Home > newsroom > Page
Chairman Hastings: The Imperial President Strikes Again
President Obama Raises Border Security Concerns by Unilaterally Designating 500,000 Acre National Monument in New Mexico over Local Objections

WASHINGTON, D.C., May 21, 2014 - House Natural Resources Committee Chairman Doc Hastings (WA-04) issued the following statement today on President Obama’s use of the Antiquities Act to unilaterally designate nearly 500,000 acres in New Mexico as the Organ Mountain–Desert Peak National Monument:

“The Imperial President strikes again.  Instead of working in a transparent, open manner that guarantees public participation, President Obama is taking unilateral action, behind closed-doors to designate hundreds of thousands of acres.  Local communities and their local elected leaders oppose this designation because they know it will block job-creating economic activities and increase security risks along the U.S.-Mexico borderDrug smuggling and criminal activity are known challenges in this area and the designation could put the Nation’s border security at risk. This is an issue that deserves careful examination. Time and again we have seen examples of where restrictive federal land management policies have created security risks including lawless corridors where criminals roam outside of law enforcement’s reach.

During the President’s first-term in office an internal memo was leaked that revealed a scheme to lock-up more than 13 million acres – including this land in New Mexico - with the simple stroke of the President’s pen.  The fears and concerns then have now been turned into reality.   This is not the way major land-use decisions should be made.  That’s why earlier this year, the House passed legislation to protect communities from federal land grabs and require public participation in the process.”

Background

In March, the House passed H.R. 1459, the Ensuring Public Involvement in the Creation of National Monuments Act. This bill would require public participation before a presidentially-declared National Monument is made official. Under a century-old law, the 1906 Antiquities Act, presidents can unilaterally designate National Monuments without any input or involvement of the American public, community leaders, or elected officials. This authority, enacted prior to the establishment of today’s land management laws, was intended to be used in emergencies to protect historic artifacts and sites of scientific value from imminent threat and “confined to the smallest area” necessary.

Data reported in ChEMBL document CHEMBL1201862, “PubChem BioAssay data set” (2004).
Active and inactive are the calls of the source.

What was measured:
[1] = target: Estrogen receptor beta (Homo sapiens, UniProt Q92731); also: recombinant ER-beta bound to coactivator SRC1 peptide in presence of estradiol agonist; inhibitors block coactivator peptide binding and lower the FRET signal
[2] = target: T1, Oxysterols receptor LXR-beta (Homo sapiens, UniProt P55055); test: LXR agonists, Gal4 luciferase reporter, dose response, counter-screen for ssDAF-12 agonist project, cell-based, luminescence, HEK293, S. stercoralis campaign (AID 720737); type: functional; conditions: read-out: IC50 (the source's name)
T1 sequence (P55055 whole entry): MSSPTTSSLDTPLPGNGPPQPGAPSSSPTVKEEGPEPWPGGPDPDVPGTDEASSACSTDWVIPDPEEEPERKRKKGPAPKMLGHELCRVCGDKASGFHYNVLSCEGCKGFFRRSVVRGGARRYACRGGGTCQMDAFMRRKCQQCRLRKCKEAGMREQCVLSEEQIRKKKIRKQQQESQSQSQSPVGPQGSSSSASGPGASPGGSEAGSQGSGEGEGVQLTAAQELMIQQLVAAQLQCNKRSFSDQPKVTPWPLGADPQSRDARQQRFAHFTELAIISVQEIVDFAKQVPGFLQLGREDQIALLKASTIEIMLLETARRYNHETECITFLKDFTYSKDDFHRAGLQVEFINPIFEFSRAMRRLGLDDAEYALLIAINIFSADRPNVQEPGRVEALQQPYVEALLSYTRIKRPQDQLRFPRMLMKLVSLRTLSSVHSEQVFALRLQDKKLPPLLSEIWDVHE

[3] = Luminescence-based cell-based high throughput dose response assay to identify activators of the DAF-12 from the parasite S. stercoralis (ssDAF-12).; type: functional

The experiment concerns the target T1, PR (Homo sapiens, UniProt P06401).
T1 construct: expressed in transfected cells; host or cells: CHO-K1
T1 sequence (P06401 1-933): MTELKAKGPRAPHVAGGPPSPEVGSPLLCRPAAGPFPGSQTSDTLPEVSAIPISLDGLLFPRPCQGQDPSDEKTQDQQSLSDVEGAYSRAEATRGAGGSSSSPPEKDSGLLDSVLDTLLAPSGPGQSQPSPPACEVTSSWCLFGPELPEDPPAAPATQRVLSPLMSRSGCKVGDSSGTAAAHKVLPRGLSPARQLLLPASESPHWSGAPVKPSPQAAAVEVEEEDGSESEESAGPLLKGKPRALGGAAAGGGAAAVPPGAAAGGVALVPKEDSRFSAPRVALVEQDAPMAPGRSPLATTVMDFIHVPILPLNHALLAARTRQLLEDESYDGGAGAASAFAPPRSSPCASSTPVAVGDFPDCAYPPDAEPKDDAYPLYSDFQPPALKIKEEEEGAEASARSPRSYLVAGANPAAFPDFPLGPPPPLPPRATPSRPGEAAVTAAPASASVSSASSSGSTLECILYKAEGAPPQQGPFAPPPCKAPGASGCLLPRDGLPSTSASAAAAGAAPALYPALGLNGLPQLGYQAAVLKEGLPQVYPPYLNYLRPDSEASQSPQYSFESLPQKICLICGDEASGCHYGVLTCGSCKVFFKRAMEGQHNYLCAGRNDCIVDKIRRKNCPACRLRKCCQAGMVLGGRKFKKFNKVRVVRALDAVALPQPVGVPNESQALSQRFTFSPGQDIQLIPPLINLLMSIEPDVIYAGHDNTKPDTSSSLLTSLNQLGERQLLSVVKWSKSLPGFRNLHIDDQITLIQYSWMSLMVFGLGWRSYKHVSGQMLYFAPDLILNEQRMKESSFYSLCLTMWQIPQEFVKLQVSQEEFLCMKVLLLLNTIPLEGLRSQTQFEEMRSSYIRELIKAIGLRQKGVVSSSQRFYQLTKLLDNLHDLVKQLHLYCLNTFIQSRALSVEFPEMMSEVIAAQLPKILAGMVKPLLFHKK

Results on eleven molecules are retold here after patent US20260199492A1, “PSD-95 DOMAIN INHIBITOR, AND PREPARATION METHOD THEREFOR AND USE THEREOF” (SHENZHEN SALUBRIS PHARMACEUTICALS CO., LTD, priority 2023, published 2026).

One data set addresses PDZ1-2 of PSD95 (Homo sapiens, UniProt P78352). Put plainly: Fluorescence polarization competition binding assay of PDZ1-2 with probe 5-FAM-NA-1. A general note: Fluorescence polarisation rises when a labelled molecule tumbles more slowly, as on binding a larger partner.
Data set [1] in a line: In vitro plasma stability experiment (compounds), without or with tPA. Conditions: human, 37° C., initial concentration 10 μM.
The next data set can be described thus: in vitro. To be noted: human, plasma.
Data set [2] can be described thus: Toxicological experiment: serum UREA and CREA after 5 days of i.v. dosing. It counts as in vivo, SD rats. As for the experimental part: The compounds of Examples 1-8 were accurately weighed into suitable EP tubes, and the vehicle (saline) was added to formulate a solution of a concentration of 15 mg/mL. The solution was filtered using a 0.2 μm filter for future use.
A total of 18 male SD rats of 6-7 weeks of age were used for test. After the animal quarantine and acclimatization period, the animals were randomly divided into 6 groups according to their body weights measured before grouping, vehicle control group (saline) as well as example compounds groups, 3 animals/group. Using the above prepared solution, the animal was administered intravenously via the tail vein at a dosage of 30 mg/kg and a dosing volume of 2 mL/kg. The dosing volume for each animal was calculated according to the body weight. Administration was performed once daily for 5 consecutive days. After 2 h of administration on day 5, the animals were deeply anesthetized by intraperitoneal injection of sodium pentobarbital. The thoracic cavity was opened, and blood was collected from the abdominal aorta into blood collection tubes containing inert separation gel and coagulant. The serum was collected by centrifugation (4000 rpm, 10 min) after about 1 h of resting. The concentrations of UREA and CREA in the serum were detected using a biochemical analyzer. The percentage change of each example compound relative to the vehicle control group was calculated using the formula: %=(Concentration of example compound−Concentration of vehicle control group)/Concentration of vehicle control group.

###

Contact: Committee Press Office 202-226-9019

Latest News

Committee Passes Bill to Improve Regulatory Efficiency, Environmental Progress

Today, the House Committee on Natural Resources passed H.R. 3133, the “Streamlining Environmental Approvals (SEA) Act of 2017.” Introduced by Rep. Mike Johnson (R-LA), the bill amends the Marine Mamma...... Read more

Minority Leadership Flip Flops on Support for Tribal Rights in House Vote

Today, 158 House Democrats voted against S. 140 (Sen. Jeff Flake, R-AZ), a bill that promotes tribal self-governance over tribal resources, lands and business regulation. Despite claims to overwhelmin...... Read more

Curtis Bill Enhances Antiquities Protections, Creates First Ever Tribally-Managed National Monument

Today, the Subcommittee on Federal Lands held a legislative hearing on H.R. 4532, the “Shash Jaa National Monument and Indian Creek National Monument Act.” Introduced by Rep. John Curtis (R-UT), and c...... Read more

View All News

Calendar

Oversight Hearing, “Examining the Department of the Interior’s Actions to Eliminate Onshore Energy Burdens.”
Energy and Mineral Resources | 1324 Longworth House Office Building Washington D.C. 20515
Oversight Hearing, “Deficiencies in the Permitting Process for Offshore Seismic Research”
Energy and Mineral Resources | 1324 Longworth House Office Building Washington D.C. 20515
Legislative Hearing on H.R. 4532
Federal Lands | 1324 Longworth House Office Building
View All Events